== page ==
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Do Dogs Get Tired of Barking?

We’ve all had the experience of listening to a dog barking and wondering when it will ever stop. It sometimes seems as if they could carry on forever, which begs the question as to whether dogs get tired of barking.

Dogs don’t get tired of barking. Dogs bark to communicate, and they are capable of carrying on until they get a response. There are various reasons dogs bark excessively, including fear, boredom, seeking attention, and separation anxiety. All of these can be addressed and controlled with the right approach.

This article seeks to explore why dogs bark, how to recognize the cause of your dog’s excessive barking, and what to do about dealing with it. 

Why Do Dogs Bark?

Dogs need to bark — it’s their way of communicating, and it’s very normal unless it’s done excessively. If a dog receives a reward for barking and gets what they want, they will learn to use barking as a tool (source). Dogs bark for various reasons, the most common of which are detailed below.

Territorial Barking

Dogs will often bark when someone or something approaches what they consider to be their territory. This is generally the area around your home, but it can also include familiar places, such as your car, walking route, and other often-visited spots.

Greeting Barking 

Dogs bark in greeting other dogs and sometimes even people. This kind of barking is friendly and excited and not aggressive.

Alarm Barking

Alarm barking is triggered by something, such as an object like lawnmowers or a noise like thunder or the doorbell. The dog’s body language will be stressed, and the dog may also pounce with the barking.

Attention-Seeking Barking

This occurs when the dog barks to get people or other dogs’ attention to get a response or a reward.

Social Barking

This is barking triggered by other dogs and occurs in a social context, usually a neighborhood. It’s not uncommon to hear many dogs in an area barking together as they all add their voices to the mix.

Doodle Barking, Dog, Woof, Brown Dog
Image by Dahancoo via Pixabay

Separation Anxiety

This occurs when your dog is distressed by your absence and barks, along with exhibiting other typical behaviors such as pacing, howling, or destructive habits. 

Mild separation anxiety can be treated with some of the techniques described below and largely involves turning being at home into a pleasurable rather than stressful experience. More serious cases may need professional intervention so that they don’t become an insurmountable problem.

Most barking is normal when it occurs in context as dogs call out to other dogs, mark their territory, express emotion, or try to get someone’s attention. But when your dog’s barking becomes a behavioral issue, you need to understand what is causing it and address that issue.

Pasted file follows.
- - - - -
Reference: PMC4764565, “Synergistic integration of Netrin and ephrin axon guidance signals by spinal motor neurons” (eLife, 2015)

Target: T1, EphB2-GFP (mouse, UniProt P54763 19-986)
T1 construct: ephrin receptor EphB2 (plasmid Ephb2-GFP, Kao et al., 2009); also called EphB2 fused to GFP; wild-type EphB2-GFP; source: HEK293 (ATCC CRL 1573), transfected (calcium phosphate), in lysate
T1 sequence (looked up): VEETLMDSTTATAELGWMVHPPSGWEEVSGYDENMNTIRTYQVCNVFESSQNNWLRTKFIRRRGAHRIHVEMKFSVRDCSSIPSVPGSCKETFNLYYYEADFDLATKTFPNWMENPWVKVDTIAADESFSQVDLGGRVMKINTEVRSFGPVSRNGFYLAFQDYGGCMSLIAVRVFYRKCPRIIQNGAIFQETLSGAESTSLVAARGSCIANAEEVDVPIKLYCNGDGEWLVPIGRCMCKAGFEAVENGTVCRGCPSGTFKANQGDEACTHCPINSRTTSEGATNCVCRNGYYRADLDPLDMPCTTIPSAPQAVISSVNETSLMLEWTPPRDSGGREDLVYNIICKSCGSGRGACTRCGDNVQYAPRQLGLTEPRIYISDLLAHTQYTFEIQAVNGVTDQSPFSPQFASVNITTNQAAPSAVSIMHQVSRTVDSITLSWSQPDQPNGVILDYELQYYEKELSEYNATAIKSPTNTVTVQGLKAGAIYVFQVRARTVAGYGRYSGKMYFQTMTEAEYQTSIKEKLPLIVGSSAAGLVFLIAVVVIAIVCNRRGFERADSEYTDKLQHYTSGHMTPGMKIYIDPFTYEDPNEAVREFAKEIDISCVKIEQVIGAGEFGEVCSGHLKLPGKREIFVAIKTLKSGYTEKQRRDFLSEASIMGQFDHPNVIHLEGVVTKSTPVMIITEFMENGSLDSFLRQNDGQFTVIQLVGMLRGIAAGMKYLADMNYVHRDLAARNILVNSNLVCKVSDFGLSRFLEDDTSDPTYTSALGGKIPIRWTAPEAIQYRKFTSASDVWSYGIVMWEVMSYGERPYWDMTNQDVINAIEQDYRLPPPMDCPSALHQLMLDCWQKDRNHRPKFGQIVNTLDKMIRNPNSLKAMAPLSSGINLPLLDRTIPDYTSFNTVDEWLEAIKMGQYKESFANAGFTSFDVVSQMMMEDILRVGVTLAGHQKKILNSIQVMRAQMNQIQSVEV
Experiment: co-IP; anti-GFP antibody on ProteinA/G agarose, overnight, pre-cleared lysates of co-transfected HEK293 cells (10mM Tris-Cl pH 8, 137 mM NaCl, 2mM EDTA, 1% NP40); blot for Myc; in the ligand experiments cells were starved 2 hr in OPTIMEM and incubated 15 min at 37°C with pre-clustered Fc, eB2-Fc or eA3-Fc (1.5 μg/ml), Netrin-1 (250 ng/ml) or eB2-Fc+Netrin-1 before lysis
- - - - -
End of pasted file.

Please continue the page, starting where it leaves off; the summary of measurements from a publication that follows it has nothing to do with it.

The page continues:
If your dog is barking because of pain or injury, it needs to be immediately addressed with a veterinarian. 

Dealing With Barking Issues

When barking has become a problem, then action is required to understand what the issue is and address the behavior. The first step is to discover what triggers the barking and whether it is something they’re scared of, if they are bored, or perhaps just seeking attention (source).

Once you start trying to control the barking, it’s important that you avoid yelling at your dog, keep positive, and remain consistent. The following approaches can all work in various situations.

Take Away the Reward

When a dog is barking because it results in a reward, then you need to remove the reward. If your dog barks when people walk past, then keep him from seeing them so that he doesn’t get the opportunity to continue barking.


If your dog is barking simply to get your attention, then it’s best to try ignoring the barking for as long as possible. Avoid eye contact or any recognition, and give them a treat as soon as the barking stops.

This method requires patience, so it’s best to start with small amounts of time and reward them quickly so that you can work up to longer periods (source). 

Desensitize Your Dog

This method involves getting your dog accustomed to whatever the stimulus is if it is something physical like a lawnmower, children, etc. You can start with the stimulus quite far away and then keep rewarding your dog as you move closer without barking. You must do this slowly so that the habit of not barking starts to form.

Adult Black and White American Pit Bull Terrier Close-up Photography
Image by SplitShare via Pexels

Request a Different Action

This involves asking your dog to do something that would be difficult to do while barking, such as lying down on their bed. It can only work with a dog that has been trained to obey commands. If the dog complies, then give treats to encourage the behavior.

Ensure Your Dog Is Tired

If your dog’s barking is due to boredom, then it can work to ensure that he gets more exercise and stimulation. Walks, games, and interactive toys all work to tire out your dog. If you don’t have the time to do it yourself, it could be a good idea to employ a dog walker.

Consult a Professional

Should all else fail, it might be best to contact a professional dog trainer. They can help work out what is causing the barking and work with you to eliminate the behavior. To avoid receiving noise complaints from neighbors, act quickly to sort out the behavior.

Final Thoughts

Barking is a normal canine behavior used by dogs to communicate. Dogs will keep barking until they get a result and are able to keep barking almost indefinitely until their needs are met.

It’s important to understand what triggers your dog’s barking so that you can adapt the behavior before excessive barking becomes a problem. 


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